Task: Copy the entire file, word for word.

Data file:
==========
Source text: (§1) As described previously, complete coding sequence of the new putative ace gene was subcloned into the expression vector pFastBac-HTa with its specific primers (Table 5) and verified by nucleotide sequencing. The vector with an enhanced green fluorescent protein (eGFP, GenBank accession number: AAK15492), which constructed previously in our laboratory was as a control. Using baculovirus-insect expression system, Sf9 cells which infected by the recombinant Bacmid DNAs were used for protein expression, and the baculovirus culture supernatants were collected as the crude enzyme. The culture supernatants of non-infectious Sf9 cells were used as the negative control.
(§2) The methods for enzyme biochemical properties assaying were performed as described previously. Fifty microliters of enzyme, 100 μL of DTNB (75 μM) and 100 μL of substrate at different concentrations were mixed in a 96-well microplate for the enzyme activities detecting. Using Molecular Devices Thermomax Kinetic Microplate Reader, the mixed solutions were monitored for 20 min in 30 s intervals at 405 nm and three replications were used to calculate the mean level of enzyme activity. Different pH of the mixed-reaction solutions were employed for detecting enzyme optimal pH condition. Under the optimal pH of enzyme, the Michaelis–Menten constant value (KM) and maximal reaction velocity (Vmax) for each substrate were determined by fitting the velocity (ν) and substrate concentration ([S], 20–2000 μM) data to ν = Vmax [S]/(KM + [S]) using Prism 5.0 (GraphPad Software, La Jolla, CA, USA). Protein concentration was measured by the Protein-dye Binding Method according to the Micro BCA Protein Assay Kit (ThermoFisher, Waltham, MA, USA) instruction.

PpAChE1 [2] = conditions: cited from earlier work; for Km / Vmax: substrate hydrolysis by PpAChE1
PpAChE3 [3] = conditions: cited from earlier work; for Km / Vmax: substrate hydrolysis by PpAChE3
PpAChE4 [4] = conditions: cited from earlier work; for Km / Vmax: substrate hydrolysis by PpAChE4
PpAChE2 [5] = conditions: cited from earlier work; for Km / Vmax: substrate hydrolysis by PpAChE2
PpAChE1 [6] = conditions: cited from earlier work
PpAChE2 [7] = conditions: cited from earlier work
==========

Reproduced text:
Source text: (§1) As described previously, complete coding sequence of the new putative ace gene was subcloned into the expression vector pFastBac-HTa with its specific primers (Table 5) and verified by nucleotide sequencing. The vector with an enhanced green fluorescent protein (eGFP, GenBank accession number: AAK15492), which constructed previously in our laboratory was as a control. Using baculovirus-insect expression system, Sf9 cells which infected by the recombinant Bacmid DNAs were used for protein expression, and the baculovirus culture supernatants were collected as the crude enzyme. The culture supernatants of non-infectious Sf9 cells were used as the negative control.
(§2) The methods for enzyme biochemical properties assaying were performed as described previously. Fifty microliters of enzyme, 100 μL of DTNB (75 μM) and 100 μL of substrate at different concentrations were mixed in a 96-well microplate for the enzyme activities detecting. Using Molecular Devices Thermomax Kinetic Microplate Reader, the mixed solutions were monitored for 20 min in 30 s intervals at 405 nm and three replications were used to calculate the mean level of enzyme activity. Different pH of the mixed-reaction solutions were employed for detecting enzyme optimal pH condition. Under the optimal pH of enzyme, the Michaelis–Menten constant value (KM) and maximal reaction velocity (Vmax) for each substrate were determined by fitting the velocity (ν) and substrate concentration ([S], 20–2000 μM) data to ν = Vmax [S]/(KM + [S]) using Prism 5.0 (GraphPad Software, La Jolla, CA, USA). Protein concentration was measured by the Protein-dye Binding Method according to the Micro BCA Protein Assay Kit (ThermoFisher, Waltham, MA, USA) instruction.

PpAChE1 [2] = conditions: cited from earlier work; for Km / Vmax: substrate hydrolysis by PpAChE1
PpAChE3 [3] = conditions: cited from earlier work; for Km / Vmax: substrate hydrolysis by PpAChE3
PpAChE4 [4] = conditions: cited from earlier work; for Km / Vmax: substrate hydrolysis by PpAChE4
PpAChE2 [5] = conditions: cited from earlier work; for Km / Vmax: substrate hydrolysis by PpAChE2
PpAChE1 [6] = conditions: cited from earlier work
PpAChE2 [7] = conditions: cited from earlier work